# Solving Electric Magnetism Problems: Forces, Fields, Potentials, Work

• brains
In summary, the conversation discusses the calculation of the force of repulsion and electric field between two charges of 6 and 10 microcoulombs placed 10cm apart, as well as the potential and work required to bring an electron from far away to midway between the charges. The formula for the force and electric field are correctly applied, resulting in a force of 53.94N and an electric field of 3.6 x 10^6 N/c. However, there is some confusion with the calculation of the electric field midway, as well as the use of the formula for potential energy instead of potential. The correct approach is to find the relationship between potential and potential energy, and to take into account half the original distance
brains
I need some help figuring #2 problem out.

Homework Statement

1. two charges of 6 microcoulombs and 10 microcoulombs are 10cm apart. Calculate their force of repulsion. Calculate the electric field midway between them.
2. For the charges in question 1 calculate the potential midway between them. Calculate the work to bring an electron from far away to midway between them.
So for the first question I used F= k |q1||q2|/r^2 for the second part of the first question i did E = k |q|/r^2

i calculated that the force would be 53.94N
As for the electric midway I calculate it to 3.6 x 10^6 N/c Although I am not sure if i was supposed to add or subtract E1 and E2. So what i did is that i subtracted. But I am not entirely sure if that is my correct answer My work:
E1 = 8.99x 10^9 N*m^2/c^2 x |6 x10^-6 C|/(0.1m)^2

E1 = 5.39 x 10^6 N/c is my answer for E1

E2 = 8.99 x 10^9 N*m^2/c^2 x |10 x 10^-6C|/(0.1m)^2

E2 = 8.99 x 10 ^6 N/C

Then i did E = 8.99 x 10^6 N/C - 5.39 X 10^6 N/C
And I got 3.6 x 10^6 N/C however like i said before I am not exactly sure if this was the correct approach to get the electric field midwayFor the second question
I used this equation (U= k (q0)(q)/r ---> k being 8.99 x10^9n.m^2/c^2 for part of the 1st question in question 2 that asks for potential midway and got an answer of U= 10.78 N M

however when they asked me for the work in question two i assumed I should have used -W=q0Ed
but i don't know what numbers I would use for this equation. Would the correct way of going about it be
doing -W=(1.60 x 10^-19C)(8.99 x 10^6 N/C - 5.39 X 10^6 N/C)(0.1m) or is this wrong?

IF someone could please point me in the right direction and check if I've done these steps correctly it would be helpful. Thank you in advance.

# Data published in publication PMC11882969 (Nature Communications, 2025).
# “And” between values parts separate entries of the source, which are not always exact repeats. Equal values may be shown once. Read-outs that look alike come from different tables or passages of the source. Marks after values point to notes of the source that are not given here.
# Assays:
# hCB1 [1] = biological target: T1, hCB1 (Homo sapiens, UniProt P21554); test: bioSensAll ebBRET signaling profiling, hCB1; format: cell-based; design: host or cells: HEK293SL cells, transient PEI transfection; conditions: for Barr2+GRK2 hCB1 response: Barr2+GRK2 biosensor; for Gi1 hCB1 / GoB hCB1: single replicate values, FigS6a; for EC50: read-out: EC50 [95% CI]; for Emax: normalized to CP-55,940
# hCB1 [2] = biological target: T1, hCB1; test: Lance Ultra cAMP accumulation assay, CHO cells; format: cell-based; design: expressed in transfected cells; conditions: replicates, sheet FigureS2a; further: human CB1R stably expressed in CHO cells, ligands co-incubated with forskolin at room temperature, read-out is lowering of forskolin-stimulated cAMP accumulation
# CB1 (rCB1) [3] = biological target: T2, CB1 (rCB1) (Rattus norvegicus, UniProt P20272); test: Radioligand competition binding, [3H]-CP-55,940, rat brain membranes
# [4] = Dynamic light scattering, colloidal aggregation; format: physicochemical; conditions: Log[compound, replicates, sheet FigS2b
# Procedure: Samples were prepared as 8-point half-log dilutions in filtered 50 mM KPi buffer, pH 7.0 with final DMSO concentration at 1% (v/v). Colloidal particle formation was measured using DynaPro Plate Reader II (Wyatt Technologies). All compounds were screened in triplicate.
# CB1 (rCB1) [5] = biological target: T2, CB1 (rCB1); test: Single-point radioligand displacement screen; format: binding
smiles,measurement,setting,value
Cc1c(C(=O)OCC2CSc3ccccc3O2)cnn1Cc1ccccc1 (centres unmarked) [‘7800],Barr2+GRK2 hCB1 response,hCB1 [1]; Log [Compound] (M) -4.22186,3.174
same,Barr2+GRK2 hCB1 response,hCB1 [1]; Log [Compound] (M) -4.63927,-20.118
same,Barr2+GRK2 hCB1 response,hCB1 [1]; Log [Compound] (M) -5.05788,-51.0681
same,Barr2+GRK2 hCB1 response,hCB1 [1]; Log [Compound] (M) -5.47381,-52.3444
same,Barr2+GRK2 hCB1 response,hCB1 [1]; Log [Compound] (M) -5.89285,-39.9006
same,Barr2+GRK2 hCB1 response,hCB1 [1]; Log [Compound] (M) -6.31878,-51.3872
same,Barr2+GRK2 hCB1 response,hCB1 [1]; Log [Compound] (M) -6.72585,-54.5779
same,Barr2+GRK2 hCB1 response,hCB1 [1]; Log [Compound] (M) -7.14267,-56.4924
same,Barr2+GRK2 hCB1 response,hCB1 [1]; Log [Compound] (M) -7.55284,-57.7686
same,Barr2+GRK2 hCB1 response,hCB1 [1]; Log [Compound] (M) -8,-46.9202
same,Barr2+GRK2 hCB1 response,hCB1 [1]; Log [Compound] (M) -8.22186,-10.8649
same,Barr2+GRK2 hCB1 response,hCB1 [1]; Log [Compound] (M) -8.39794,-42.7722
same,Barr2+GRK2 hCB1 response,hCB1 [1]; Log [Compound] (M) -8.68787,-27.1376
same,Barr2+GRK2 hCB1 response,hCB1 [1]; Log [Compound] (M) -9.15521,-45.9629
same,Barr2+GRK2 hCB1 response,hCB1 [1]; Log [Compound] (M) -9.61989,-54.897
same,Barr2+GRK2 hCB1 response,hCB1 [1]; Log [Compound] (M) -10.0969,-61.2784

Last edited:
brains said:
I need some help figuring #2 problem out.

Homework Statement

1. two charges of 6 microcoulombs and 10 microcoulombs are 10cm apart. Calculate their force of repulsion. Calculate the electric field midway between them.

2. For the charges in question 1 calculate the potential midway between them. Calculate the work to bring an electron from far away to midway between them.

So for the first question I used F= k |q1||q2|/r^2 for the second part of the first question i did E = k |q|/r^2

i calculated that the force would be 53.94N
As for the electric midway I calculate it to 3.6 x 10^6 N/c Although I am not sure if i was supposed to add or subtract E1 and E2. So what i did is that i subtracted. But I am not entirely sure if that is my correct answer

My work:
E1 = 8.99x 10^9 N*m^2/c^2 x |6 x10^-6 C|/(0.1m)^2

E1 = 5.39 x 10^6 N/c is my answer for E1

E2 = 8.99 x 10^9 N*m^2/c^2 x |10 x 10^-6C|/(0.1m)^2

E2 = 8.99 x 10 ^6 N/C

Then i did E = 8.99 x 10^6 N/C - 5.39 X 10^6 N/C
And I got 3.6 x 10^6 N/C however like i said before I am not exactly sure if this was the correct approach to get the electric field midway

For the second question
I used this equation (U= k (q0)(q)/r ---> k being 8.99 x10^9n.m^2/c^2 for part of the 1st question in question 2 that asks for potential midway and got an answer of U= 10.78 N M

however when they asked me for the work in question two i assumed I should have used -W=q0Ed
but i don't know what numbers I would use for this equation. Would the correct way of going about it be
doing -W=(1.60 x 10^-19C)(8.99 x 10^6 N/C - 5.39 X 10^6 N/C)(0.1m) or is this wrong?

IF someone could please point me in the right direction and check if I've done these steps correctly it would be helpful. Thank you in advance.

Hey there!